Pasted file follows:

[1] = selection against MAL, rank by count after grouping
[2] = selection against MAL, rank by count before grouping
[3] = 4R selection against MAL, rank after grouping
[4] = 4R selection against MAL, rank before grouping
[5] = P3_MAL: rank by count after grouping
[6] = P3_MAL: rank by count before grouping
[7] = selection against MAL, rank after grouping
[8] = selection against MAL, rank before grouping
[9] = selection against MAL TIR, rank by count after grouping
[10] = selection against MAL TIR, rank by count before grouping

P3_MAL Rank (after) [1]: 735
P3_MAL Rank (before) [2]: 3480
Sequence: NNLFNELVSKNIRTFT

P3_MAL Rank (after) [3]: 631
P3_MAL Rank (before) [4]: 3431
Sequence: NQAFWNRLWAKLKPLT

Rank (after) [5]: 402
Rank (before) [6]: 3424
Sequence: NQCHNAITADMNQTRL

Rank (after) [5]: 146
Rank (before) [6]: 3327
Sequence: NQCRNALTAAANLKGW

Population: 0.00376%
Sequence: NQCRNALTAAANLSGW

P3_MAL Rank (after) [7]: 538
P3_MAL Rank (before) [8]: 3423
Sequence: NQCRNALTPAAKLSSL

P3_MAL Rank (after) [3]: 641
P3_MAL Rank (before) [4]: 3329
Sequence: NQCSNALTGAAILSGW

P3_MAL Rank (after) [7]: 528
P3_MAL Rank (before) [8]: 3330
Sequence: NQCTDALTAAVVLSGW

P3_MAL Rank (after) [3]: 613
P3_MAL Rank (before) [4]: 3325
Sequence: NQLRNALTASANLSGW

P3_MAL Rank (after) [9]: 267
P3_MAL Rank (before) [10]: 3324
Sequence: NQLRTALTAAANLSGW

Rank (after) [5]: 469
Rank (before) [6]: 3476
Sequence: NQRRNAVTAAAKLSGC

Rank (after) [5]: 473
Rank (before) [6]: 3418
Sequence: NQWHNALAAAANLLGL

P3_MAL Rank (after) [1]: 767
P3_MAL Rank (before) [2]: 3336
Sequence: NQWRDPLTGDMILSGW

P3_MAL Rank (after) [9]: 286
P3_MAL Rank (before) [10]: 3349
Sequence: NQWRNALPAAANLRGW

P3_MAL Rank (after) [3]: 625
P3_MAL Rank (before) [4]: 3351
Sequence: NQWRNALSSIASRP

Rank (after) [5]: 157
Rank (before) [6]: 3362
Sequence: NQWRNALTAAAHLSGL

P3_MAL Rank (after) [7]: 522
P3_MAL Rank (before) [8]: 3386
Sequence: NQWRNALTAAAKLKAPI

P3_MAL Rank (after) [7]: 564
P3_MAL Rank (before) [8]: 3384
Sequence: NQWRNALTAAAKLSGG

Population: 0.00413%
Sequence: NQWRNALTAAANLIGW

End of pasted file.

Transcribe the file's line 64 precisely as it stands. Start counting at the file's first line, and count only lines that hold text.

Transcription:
Population: 0.00413%